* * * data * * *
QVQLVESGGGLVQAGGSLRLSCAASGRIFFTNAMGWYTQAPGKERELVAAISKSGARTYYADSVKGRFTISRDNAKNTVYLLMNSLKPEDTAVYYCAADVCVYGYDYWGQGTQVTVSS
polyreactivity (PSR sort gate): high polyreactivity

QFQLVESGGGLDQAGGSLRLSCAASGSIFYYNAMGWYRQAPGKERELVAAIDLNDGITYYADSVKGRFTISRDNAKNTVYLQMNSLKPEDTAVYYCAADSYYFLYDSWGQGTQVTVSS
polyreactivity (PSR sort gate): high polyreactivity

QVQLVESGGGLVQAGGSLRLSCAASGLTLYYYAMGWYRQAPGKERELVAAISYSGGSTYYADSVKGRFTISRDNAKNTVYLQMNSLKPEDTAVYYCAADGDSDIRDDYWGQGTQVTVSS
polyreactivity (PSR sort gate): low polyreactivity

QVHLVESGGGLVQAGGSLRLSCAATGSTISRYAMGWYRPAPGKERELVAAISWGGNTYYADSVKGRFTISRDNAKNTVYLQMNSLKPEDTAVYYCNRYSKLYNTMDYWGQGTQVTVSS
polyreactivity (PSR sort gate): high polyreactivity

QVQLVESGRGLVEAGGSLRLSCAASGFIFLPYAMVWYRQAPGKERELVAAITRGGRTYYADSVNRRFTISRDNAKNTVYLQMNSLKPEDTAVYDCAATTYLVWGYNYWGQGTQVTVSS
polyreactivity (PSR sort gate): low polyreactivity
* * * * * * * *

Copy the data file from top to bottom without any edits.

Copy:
QVQLVESGGGLVQAGGSLRLSCAASGRIFFTNAMGWYTQAPGKERELVAAISKSGARTYYADSVKGRFTISRDNAKNTVYLLMNSLKPEDTAVYYCAADVCVYGYDYWGQGTQVTVSS
polyreactivity (PSR sort gate): high polyreactivity

QFQLVESGGGLDQAGGSLRLSCAASGSIFYYNAMGWYRQAPGKERELVAAIDLNDGITYYADSVKGRFTISRDNAKNTVYLQMNSLKPEDTAVYYCAADSYYFLYDSWGQGTQVTVSS
polyreactivity (PSR sort gate): high polyreactivity

QVQLVESGGGLVQAGGSLRLSCAASGLTLYYYAMGWYRQAPGKERELVAAISYSGGSTYYADSVKGRFTISRDNAKNTVYLQMNSLKPEDTAVYYCAADGDSDIRDDYWGQGTQVTVSS
polyreactivity (PSR sort gate): low polyreactivity

QVHLVESGGGLVQAGGSLRLSCAATGSTISRYAMGWYRPAPGKERELVAAISWGGNTYYADSVKGRFTISRDNAKNTVYLQMNSLKPEDTAVYYCNRYSKLYNTMDYWGQGTQVTVSS
polyreactivity (PSR sort gate): high polyreactivity

QVQLVESGRGLVEAGGSLRLSCAASGFIFLPYAMVWYRQAPGKERELVAAITRGGRTYYADSVNRRFTISRDNAKNTVYLQMNSLKPEDTAVYDCAATTYLVWGYNYWGQGTQVTVSS
polyreactivity (PSR sort gate): low polyreactivity